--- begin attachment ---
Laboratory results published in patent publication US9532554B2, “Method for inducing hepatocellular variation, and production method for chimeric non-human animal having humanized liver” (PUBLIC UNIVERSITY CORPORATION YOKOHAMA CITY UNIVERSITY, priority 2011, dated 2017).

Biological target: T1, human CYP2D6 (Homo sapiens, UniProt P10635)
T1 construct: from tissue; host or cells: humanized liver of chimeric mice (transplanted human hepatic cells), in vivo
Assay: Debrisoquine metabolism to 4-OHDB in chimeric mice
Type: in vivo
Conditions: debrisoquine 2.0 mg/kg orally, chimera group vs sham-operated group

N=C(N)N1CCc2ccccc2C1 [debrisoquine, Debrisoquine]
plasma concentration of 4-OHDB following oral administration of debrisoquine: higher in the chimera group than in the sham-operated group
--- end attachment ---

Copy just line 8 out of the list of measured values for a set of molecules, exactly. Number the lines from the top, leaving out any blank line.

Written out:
plasma concentration of 4-OHDB following oral administration of debrisoquine: higher in the chimera group than in the sham-operated group